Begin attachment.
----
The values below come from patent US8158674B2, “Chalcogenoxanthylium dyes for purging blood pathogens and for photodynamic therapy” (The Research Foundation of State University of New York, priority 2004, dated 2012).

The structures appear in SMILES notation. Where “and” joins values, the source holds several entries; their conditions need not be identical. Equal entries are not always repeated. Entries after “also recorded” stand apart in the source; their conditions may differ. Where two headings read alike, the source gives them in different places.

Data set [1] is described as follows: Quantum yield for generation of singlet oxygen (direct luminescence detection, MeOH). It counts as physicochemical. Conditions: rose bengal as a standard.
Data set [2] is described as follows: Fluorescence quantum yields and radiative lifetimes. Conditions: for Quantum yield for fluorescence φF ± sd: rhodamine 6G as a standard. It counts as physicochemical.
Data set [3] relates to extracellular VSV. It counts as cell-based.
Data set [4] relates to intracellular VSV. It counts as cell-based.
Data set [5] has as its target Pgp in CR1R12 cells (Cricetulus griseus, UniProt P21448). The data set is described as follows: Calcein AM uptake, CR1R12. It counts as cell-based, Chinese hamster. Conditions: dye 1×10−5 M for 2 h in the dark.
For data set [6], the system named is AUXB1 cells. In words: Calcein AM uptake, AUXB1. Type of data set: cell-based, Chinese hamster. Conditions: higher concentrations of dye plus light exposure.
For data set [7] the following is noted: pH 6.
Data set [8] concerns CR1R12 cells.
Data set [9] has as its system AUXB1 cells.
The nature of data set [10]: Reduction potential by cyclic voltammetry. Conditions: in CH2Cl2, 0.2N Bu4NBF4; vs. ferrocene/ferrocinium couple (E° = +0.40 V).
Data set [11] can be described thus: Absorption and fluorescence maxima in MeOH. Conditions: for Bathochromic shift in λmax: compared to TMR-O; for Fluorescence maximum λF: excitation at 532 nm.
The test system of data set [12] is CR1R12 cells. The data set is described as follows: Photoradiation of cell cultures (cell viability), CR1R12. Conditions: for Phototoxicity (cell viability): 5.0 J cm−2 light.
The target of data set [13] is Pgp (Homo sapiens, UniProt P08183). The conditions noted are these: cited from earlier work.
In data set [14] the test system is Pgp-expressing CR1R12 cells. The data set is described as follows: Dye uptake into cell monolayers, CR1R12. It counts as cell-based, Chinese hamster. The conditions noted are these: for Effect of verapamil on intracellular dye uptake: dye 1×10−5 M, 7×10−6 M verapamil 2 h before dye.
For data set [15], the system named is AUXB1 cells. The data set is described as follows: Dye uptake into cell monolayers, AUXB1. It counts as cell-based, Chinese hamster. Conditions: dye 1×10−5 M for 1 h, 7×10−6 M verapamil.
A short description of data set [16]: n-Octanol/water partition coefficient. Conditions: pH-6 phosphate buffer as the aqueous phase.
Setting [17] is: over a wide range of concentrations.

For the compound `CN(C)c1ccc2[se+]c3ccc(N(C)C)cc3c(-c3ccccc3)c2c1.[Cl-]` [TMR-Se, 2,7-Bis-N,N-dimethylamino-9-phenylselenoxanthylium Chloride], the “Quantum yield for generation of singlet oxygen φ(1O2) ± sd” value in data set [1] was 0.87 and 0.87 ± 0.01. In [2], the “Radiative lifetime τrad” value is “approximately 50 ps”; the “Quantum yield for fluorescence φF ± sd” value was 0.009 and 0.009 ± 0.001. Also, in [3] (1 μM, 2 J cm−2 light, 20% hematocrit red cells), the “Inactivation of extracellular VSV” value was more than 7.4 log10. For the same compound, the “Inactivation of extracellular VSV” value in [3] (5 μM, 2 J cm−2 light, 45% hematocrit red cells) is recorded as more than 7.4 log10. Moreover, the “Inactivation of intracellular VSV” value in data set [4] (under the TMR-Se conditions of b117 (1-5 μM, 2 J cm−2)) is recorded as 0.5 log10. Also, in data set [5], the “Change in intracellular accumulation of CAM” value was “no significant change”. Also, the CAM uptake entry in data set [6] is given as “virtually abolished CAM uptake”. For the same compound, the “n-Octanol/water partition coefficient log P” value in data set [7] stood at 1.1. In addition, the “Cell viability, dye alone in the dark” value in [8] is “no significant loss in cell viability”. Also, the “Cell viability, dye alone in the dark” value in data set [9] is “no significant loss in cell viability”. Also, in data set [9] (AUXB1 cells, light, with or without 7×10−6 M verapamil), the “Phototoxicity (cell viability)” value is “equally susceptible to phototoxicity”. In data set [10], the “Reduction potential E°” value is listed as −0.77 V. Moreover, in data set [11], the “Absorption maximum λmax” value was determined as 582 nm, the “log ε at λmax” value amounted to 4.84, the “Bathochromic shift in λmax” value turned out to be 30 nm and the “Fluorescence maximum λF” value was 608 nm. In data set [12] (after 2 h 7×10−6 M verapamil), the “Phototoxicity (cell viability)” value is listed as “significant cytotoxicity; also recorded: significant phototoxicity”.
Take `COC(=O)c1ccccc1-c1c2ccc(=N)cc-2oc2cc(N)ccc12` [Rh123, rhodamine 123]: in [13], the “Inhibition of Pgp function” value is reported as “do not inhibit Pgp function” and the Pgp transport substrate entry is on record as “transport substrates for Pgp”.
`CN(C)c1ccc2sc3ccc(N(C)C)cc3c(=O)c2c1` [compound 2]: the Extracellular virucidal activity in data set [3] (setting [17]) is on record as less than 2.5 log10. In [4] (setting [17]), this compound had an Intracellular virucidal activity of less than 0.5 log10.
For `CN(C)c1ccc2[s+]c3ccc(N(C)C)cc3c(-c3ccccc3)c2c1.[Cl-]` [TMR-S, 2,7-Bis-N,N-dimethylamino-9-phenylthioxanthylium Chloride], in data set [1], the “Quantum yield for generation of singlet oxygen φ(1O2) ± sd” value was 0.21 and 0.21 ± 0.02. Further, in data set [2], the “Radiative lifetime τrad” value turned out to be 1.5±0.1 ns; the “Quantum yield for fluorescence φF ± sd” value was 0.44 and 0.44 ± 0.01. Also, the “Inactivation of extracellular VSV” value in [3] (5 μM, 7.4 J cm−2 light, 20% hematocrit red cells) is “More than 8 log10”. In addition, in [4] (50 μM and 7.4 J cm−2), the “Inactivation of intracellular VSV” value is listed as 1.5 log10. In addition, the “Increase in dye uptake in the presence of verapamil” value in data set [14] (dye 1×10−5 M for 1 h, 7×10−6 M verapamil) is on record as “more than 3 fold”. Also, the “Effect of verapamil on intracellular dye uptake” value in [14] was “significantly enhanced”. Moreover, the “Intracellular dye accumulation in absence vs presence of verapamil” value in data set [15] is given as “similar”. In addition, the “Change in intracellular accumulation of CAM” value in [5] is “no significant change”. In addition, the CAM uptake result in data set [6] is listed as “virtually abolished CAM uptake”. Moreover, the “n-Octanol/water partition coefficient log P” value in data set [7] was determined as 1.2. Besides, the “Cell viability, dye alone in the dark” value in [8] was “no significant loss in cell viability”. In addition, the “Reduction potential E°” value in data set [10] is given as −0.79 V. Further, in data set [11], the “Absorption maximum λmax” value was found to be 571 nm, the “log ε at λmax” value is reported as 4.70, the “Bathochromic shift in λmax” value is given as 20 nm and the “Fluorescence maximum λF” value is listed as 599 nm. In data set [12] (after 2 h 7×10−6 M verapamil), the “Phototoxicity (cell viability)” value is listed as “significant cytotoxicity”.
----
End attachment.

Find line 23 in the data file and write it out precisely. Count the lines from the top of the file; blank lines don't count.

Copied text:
For `CN(C)c1ccc2[s+]c3ccc(N(C)C)cc3c(-c3ccccc3)c2c1.[Cl-]` [TMR-S, 2,7-Bis-N,N-dimethylamino-9-phenylthioxanthylium Chloride], in data set [1], the “Quantum yield for generation of singlet oxygen φ(1O2) ± sd” value was 0.21 and 0.21 ± 0.02. Further, in data set [2], the “Radiative lifetime τrad” value turned out to be 1.5±0.1 ns; the “Quantum yield for fluorescence φF ± sd” value was 0.44 and 0.44 ± 0.01. Also, the “Inactivation of extracellular VSV” value in [3] (5 μM, 7.4 J cm−2 light, 20% hematocrit red cells) is “More than 8 log10”. In addition, in [4] (50 μM and 7.4 J cm−2), the “Inactivation of intracellular VSV” value is listed as 1.5 log10. In addition, the “Increase in dye uptake in the presence of verapamil” value in data set [14] (dye 1×10−5 M for 1 h, 7×10−6 M verapamil) is on record as “more than 3 fold”. Also, the “Effect of verapamil on intracellular dye uptake” value in [14] was “significantly enhanced”. Moreover, the “Intracellular dye accumulation in absence vs presence of verapamil” value in data set [15] is given as “similar”. In addition, the “Change in intracellular accumulation of CAM” value in [5] is “no significant change”. In addition, the CAM uptake result in data set [6] is listed as “virtually abolished CAM uptake”. Moreover, the “n-Octanol/water partition coefficient log P” value in data set [7] was determined as 1.2. Besides, the “Cell viability, dye alone in the dark” value in [8] was “no significant loss in cell viability”. In addition, the “Reduction potential E°” value in data set [10] is given as −0.79 V. Further, in data set [11], the “Absorption maximum λmax” value was found to be 571 nm, the “log ε at λmax” value is reported as 4.70, the “Bathochromic shift in λmax” value is given as 20 nm and the “Fluorescence maximum λF” value is listed as 599 nm. In data set [12] (after 2 h 7×10−6 M verapamil), the “Phototoxicity (cell viability)” value is listed as “significant cytotoxicity”.